The “lucky” class of 2021

Tess Booth, Reporter

A couple of weeks after quarantine started back in March, I was told that my class and I were the “lucky ones.” At first, this seemed reassuring. My class would get a graduation, and my second half of junior year would be easy. Since I have always been a recluse, being online didn’t concern me, and the idea of distance learning didn’t really sound that bad. But as quarantine dragged along and the school announced that they would be continuing distance learning for my senior year, I lost hope. But more importantly, I realized that the students of the Class of 2021 are in no way “the lucky ones.”

To an outsider, today’s seniors won the lottery. We will have a graduation, the pandemic will most likely be behind us before we go to college, and we don’t even have to submit our ACT and SAT scores. However, senior year was supposed to be the best year of high school. This was supposed to be the last year to spend with my classmates and make unforgettable memories before leaving for college. My class and I spent our first day of senior year sitting in our rooms and greeting our peers through a one by two Zoom window. Don’t get me wrong — I love the strict uniform of sweat pants and cozy socks, but slumping over my desk and staring at a computer screen for six hours was not what I had in mind for my senior year. 

Many of us are preoccupied with college applications, extracurricular activities and community service. Another component of our stress is standardized tests. Although most schools have acknowledged the testing challenges and have decided to drop ACT and SAT requirements, last-minute test cancelations in California have taunted students’ test preparations. 

In November of 2019, I started prepping for the March ACT. My score was improving with the many hours I spent studying. I sacrificed Saturdays for mock ACT exams at least twice a month and spent a good amount of money to work with my tutor. A week before my test, I received an email that due to safety precautions, the company canceled the ACT.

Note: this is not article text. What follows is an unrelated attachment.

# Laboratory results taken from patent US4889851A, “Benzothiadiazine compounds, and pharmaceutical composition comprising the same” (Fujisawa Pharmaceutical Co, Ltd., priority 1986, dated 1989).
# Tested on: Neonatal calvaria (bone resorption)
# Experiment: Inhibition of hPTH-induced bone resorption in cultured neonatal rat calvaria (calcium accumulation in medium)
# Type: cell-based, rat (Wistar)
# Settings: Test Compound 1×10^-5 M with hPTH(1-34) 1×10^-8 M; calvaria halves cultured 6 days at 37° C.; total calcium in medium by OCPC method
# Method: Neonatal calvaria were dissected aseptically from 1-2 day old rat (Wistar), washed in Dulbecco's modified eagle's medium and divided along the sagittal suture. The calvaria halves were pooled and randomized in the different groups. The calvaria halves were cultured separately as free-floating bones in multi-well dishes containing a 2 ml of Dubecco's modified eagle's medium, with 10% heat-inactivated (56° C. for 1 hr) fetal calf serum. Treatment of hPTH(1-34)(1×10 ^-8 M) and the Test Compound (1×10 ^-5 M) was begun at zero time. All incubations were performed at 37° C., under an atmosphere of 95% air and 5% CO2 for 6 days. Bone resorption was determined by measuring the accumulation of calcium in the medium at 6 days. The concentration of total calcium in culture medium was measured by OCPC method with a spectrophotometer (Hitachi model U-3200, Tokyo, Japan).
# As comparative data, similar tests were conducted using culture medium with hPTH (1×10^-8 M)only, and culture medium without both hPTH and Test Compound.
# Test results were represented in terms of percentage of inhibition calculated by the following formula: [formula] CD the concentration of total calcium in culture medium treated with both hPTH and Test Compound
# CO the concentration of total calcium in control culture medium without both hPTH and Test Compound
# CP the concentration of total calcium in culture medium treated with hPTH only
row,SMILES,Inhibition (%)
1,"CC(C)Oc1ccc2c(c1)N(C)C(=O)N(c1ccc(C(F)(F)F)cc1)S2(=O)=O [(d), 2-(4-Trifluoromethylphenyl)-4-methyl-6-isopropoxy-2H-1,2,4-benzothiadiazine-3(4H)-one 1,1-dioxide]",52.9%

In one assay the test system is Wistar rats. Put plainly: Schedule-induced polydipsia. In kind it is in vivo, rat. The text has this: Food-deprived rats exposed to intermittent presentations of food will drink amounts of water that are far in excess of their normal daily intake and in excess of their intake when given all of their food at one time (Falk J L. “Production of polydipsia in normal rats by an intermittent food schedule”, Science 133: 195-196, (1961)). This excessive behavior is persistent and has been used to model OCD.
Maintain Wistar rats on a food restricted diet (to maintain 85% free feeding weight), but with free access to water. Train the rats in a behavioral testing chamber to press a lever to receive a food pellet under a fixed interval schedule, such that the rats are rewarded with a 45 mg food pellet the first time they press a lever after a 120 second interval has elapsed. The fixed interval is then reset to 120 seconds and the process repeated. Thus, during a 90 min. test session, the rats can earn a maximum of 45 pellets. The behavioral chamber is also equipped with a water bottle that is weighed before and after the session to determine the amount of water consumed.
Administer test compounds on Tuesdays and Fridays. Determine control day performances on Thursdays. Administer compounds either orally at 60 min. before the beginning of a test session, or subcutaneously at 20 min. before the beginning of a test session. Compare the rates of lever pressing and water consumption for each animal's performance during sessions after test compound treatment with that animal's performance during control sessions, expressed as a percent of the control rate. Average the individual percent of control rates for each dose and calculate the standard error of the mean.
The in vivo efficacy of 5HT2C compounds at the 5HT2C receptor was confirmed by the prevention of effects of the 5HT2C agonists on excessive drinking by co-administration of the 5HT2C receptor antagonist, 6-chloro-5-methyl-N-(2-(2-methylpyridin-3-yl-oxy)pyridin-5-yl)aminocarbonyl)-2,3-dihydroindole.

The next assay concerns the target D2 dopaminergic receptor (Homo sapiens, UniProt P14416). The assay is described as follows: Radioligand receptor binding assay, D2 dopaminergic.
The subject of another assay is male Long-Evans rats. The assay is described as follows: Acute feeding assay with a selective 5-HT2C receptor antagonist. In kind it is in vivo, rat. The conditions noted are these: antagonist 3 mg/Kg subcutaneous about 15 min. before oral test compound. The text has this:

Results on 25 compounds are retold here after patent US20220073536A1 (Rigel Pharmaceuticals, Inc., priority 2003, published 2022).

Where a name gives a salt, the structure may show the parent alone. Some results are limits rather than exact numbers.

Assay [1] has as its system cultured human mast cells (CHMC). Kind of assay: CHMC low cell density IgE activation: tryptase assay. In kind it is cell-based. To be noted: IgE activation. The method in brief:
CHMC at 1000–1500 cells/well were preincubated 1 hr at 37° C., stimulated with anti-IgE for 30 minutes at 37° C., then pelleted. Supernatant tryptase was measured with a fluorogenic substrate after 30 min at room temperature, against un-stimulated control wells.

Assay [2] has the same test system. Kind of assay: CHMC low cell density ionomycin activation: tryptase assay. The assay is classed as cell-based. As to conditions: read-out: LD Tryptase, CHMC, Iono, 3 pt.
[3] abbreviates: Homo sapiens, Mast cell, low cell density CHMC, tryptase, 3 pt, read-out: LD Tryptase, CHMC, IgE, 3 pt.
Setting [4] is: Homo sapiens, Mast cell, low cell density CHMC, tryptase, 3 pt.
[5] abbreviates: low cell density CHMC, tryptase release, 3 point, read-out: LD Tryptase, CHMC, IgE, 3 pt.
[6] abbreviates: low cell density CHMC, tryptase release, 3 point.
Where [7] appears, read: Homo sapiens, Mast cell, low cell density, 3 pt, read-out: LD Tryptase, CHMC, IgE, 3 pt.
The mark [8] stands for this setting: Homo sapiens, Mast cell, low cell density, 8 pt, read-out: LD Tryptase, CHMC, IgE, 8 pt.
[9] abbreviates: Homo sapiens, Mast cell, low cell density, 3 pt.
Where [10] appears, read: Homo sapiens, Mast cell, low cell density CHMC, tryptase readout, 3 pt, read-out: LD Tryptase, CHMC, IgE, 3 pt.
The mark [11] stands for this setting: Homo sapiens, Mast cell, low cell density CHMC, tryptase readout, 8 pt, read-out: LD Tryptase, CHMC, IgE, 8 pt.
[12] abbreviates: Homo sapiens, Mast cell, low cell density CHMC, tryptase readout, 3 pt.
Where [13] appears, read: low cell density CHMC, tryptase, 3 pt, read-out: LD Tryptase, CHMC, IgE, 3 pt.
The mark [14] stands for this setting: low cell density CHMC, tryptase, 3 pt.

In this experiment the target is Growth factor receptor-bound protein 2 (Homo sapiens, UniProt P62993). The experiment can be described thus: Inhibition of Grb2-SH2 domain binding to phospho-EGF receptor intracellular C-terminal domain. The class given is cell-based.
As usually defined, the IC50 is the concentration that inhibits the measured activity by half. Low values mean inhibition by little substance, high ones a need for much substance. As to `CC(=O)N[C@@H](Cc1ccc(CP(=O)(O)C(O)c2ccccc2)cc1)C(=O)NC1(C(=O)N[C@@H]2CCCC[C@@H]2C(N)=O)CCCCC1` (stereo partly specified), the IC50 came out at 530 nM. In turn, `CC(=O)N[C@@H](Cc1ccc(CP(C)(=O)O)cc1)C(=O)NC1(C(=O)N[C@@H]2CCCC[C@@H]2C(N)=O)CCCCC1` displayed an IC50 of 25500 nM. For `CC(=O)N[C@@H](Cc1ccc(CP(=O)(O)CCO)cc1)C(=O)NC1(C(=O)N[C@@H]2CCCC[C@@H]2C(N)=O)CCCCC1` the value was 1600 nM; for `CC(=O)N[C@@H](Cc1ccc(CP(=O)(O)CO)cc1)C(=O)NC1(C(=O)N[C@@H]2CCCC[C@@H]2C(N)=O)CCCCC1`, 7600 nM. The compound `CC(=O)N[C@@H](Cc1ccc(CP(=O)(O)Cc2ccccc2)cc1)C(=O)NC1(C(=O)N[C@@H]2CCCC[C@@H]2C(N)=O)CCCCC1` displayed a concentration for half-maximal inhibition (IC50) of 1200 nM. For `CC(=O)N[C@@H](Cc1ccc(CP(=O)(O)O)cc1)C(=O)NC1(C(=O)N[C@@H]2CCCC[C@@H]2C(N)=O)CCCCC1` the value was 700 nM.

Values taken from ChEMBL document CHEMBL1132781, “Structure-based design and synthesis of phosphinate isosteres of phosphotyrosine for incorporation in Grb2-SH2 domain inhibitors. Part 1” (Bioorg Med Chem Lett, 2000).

This same pattern continued from April to June as every test I prepared for was canceled last second. For those who managed to take their tests, the situation was equally as burdensome. Many students have been forced to drive to neighboring states during a global pandemic to take their tests. 

Along with academic-related tension, many of my peers are experiencing high levels of anxiety. Even though California isn’t completely locked down, we all have a huge responsibility to socially distance, wear masks and limit human interaction. According to the trends of COVID-19, my age group generally experiences little to no symptoms if we are affected by the virus; however, we risk passing it on to our loved ones that are more vulnerable. The stakes are high, and knowing that we could infect our family members is terrifying. 

As for the social limitations of online learning, the fast-paced trimesters make it impossible to chit chat before class, catch up on the weekend, or make some form (any form) of human connection. Nowadays, I get excited and almost nervous about being put into a breakout room. Seriously, that is sad. Quarantine has proven that no matter how advanced technology is, it will never replace or live up to real human interactions. 

Although the current situation speaks for itself, I have realized, throughout the process of writing this article, that senior year is what we make of it. As the class of 2021, we should make the most of online learning. Unmute yourself, ask questions, turn your camera on, and don’t lock your pet out during a Zoom; people want to see your cat stumble across your keyboard and accidentally turn your camera off. We, the Class of 2021, are not the “lucky” class. We are a class of friendships. A class of unwavering resilience. And a class that will forever share this unique and challenging experience.